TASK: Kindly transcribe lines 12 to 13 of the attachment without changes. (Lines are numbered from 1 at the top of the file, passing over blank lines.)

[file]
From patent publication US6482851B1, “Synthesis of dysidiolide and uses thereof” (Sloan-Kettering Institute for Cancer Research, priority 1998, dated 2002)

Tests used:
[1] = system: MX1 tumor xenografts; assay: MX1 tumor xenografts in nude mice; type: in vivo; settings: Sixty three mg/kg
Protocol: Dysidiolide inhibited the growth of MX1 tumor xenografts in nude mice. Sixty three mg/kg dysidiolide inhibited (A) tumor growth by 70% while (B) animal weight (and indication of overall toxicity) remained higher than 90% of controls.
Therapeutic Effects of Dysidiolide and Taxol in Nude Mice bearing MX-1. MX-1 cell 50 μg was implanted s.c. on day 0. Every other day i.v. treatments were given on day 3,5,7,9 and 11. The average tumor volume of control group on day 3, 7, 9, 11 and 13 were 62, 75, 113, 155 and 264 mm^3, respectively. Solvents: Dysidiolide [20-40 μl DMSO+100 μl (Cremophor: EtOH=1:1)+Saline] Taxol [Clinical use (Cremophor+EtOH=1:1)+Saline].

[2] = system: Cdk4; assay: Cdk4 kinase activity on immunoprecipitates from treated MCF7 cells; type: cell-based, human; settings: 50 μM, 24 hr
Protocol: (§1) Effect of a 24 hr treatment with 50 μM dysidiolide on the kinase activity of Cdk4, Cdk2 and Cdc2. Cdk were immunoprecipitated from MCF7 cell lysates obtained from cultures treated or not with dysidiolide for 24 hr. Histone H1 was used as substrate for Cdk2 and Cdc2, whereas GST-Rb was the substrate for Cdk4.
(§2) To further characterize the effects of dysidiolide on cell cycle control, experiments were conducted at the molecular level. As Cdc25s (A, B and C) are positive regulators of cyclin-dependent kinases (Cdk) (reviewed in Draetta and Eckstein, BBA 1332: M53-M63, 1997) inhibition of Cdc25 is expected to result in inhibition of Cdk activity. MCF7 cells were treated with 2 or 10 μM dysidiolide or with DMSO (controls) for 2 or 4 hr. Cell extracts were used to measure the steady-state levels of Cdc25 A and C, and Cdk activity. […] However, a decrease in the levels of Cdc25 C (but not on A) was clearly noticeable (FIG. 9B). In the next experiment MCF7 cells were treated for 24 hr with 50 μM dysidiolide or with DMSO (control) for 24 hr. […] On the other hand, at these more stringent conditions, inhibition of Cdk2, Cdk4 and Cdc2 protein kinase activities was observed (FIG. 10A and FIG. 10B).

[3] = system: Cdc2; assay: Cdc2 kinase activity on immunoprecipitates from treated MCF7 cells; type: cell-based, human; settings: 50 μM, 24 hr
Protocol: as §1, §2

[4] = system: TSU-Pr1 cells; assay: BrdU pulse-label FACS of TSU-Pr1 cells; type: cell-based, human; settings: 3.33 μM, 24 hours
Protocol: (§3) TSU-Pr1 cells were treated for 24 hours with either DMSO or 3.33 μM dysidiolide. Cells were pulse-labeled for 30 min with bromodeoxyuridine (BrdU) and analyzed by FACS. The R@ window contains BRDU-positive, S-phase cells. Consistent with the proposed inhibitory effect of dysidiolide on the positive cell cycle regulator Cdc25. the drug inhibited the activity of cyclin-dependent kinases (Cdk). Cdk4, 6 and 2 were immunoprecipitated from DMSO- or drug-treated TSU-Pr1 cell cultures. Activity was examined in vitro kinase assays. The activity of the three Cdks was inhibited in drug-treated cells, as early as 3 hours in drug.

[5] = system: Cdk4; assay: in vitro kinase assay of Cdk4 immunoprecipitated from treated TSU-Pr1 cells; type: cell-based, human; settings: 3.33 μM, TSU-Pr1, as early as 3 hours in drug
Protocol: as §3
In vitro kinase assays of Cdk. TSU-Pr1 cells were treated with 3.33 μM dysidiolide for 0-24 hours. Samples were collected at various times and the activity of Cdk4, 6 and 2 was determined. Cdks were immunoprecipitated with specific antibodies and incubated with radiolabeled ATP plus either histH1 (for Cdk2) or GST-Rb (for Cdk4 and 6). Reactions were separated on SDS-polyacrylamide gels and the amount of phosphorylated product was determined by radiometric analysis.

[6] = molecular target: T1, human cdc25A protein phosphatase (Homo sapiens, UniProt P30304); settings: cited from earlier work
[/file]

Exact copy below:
Protocol: (§3) TSU-Pr1 cells were treated for 24 hours with either DMSO or 3.33 μM dysidiolide. Cells were pulse-labeled for 30 min with bromodeoxyuridine (BrdU) and analyzed by FACS. The R@ window contains BRDU-positive, S-phase cells. Consistent with the proposed inhibitory effect of dysidiolide on the positive cell cycle regulator Cdc25. the drug inhibited the activity of cyclin-dependent kinases (Cdk). Cdk4, 6 and 2 were immunoprecipitated from DMSO- or drug-treated TSU-Pr1 cell cultures. Activity was examined in vitro kinase assays. The activity of the three Cdks was inhibited in drug-treated cells, as early as 3 hours in drug.

[5] = system: Cdk4; assay: in vitro kinase assay of Cdk4 immunoprecipitated from treated TSU-Pr1 cells; type: cell-based, human; settings: 3.33 μM, TSU-Pr1, as early as 3 hours in drug